The smell of coffee in the morning comforts me. That moment just before you are wide awake, when all is a little hazy, mid-dream world, makes me happy. That is the moment when there is no stress, no anxiety, no rush. I listen quietly for the sound of three little beings breathing in the early morning light, knowing that it will be the only peace I will encounter for the rest of the day. I’m not really a morning person but I love the morning. For so many years I wandered aimlessly wondering where I would feel at home, just to find out that the answer would be nowhere and everywhere. I am at peace with that now, and at peace with my feet wanting to go in one direction and my heart in another. Travel takes time nowadays, and time isn’t always easy to find. Travel also requires money, and quite a bit of it too, so it becomes more of a dream rather than a necessity. Next time we travel we will be moving on again. Who knows where. Nowadays I just know that I don’t mind mornings so much.
I don’t have fears about starting over again, because I have done it so many times. My fears are more primal, run a lot deeper than that. If you told us to leave tomorrow we would, our ties to one another, not so much to this country. I promise to teach my children about where they were born, the truth, dark times and bright lights, about the genuine and the fake, and about how age-old prejudices, fear, and hypocrisy can rot a country from the core. I promise to also teach them about where we, their parents, were born, about the traditions that we brought with us, and about the lives that we gave up to be here, especially what their father gave up. And I promise to continue to teach them about all religions and cultures and traditions and why one doesn’t cancel out the other, instead how they can be intertwined and celebrated together. For now they don’t remember donning brightly-hued headscarves in a Sikh temple, or lighting candles on the menorah, but as they grow older these will just be normal events, just like popping into the St Patrick’s to have a quiet thought about those who have left us, or discovering cultures and religions of their own will be. They are US citizens, but also British and Mexican citizens, with France as yet another one of their heritages. My children will be free to choose their own home, if they so please.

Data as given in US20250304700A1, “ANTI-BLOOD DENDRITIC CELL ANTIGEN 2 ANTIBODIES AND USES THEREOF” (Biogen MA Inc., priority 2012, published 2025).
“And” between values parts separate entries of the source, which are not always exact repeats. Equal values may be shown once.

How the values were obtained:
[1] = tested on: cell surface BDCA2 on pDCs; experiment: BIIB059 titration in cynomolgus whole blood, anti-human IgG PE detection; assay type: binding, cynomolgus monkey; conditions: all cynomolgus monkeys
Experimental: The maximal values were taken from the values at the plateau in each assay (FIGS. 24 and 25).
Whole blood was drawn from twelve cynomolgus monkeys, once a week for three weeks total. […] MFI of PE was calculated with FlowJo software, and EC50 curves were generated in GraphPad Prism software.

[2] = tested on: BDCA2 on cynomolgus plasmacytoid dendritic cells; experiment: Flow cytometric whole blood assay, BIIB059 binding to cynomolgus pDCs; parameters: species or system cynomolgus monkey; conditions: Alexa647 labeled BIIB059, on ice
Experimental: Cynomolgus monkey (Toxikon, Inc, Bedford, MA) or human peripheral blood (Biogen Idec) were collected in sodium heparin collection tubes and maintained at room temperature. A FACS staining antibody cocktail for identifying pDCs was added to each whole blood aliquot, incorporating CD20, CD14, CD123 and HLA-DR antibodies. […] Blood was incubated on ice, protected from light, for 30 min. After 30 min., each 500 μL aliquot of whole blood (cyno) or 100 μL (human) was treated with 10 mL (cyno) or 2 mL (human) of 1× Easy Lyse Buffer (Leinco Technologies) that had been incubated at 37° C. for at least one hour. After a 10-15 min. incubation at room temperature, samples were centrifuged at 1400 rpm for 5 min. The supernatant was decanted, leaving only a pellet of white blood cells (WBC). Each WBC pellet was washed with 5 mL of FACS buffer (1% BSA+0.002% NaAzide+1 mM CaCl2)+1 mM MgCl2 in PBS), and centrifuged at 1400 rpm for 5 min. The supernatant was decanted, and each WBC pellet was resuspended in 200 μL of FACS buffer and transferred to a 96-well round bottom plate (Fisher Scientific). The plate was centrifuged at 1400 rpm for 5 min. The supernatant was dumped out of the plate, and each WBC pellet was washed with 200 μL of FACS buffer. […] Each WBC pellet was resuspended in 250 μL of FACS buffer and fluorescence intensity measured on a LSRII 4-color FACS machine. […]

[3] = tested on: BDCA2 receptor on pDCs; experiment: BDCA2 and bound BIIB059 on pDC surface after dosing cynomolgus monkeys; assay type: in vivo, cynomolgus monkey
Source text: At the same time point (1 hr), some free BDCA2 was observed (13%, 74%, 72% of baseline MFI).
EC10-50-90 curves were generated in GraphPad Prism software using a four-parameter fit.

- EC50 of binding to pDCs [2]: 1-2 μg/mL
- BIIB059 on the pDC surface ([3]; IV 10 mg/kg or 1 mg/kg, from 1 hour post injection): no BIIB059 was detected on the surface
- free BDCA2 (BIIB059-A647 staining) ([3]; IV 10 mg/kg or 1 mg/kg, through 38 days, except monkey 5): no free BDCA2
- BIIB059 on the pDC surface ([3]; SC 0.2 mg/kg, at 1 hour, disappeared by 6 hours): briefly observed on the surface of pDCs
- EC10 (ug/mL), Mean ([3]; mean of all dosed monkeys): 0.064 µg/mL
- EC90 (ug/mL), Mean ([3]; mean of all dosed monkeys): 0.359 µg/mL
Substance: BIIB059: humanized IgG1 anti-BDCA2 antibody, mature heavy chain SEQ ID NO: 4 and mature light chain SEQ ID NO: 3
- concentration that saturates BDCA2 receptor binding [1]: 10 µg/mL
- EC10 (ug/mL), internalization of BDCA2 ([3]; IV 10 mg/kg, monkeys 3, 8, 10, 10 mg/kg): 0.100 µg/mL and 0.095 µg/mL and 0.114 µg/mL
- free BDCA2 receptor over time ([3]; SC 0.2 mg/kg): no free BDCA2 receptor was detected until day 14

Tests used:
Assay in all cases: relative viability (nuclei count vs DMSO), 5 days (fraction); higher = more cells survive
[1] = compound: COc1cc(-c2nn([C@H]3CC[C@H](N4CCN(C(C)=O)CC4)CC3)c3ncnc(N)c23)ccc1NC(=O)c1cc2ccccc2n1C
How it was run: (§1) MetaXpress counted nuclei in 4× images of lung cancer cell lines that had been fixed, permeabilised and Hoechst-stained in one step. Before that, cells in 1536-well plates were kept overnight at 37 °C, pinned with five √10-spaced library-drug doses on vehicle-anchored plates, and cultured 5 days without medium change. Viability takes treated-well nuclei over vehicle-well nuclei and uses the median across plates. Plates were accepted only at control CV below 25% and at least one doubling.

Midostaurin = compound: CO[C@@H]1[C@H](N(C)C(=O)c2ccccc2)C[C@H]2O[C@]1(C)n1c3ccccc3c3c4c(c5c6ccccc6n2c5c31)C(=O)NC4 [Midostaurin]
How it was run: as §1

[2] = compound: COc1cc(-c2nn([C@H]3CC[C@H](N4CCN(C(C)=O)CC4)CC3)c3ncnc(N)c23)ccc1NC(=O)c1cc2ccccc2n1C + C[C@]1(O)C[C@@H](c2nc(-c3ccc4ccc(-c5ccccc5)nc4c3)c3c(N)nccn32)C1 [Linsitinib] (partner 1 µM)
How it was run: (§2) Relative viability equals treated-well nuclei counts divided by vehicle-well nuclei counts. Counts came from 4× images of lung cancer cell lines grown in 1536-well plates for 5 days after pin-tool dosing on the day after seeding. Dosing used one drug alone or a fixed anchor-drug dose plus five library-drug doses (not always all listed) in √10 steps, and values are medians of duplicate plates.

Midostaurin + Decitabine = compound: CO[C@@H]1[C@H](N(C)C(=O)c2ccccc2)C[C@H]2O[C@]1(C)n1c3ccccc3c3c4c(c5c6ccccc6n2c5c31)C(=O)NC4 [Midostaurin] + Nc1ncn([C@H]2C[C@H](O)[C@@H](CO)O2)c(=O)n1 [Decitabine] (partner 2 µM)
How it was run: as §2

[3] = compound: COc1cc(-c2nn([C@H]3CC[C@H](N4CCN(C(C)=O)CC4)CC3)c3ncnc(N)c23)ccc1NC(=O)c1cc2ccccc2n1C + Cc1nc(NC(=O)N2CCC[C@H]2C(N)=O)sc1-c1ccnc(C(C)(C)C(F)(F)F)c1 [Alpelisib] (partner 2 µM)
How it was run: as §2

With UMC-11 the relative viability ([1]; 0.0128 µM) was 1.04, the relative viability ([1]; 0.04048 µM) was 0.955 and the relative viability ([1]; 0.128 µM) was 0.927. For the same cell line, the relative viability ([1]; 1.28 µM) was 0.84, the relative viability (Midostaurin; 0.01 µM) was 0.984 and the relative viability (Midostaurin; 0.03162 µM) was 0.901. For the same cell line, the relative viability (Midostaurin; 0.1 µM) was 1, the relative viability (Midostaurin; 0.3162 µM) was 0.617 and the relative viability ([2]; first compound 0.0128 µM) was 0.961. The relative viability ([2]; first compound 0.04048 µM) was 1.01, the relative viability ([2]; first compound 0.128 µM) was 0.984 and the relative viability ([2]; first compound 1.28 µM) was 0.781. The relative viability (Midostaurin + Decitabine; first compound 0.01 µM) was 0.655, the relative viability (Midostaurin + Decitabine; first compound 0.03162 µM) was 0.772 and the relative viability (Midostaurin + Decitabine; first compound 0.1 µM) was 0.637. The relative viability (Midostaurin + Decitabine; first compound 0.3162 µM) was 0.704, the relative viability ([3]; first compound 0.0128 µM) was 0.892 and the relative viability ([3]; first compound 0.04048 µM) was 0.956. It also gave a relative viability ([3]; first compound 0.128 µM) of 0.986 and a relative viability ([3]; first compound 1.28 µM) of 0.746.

When I was struggling to live in the US, fighting with an immigration process that was so backed up and complicated and wrong I promised myself if I ever had kids I would live in the same home for the rest of my life, so they could always join me if they needed to. Time and circumstances has made me realize that this won’t happen, not right now anyway. Maybe we will have a forever place at some point, that beach home I have always dreamed about. In the meantime we will have for-now homes. They have already known three homes in their short lives; a few more won’t faze them. My home is with my family and their home is with us.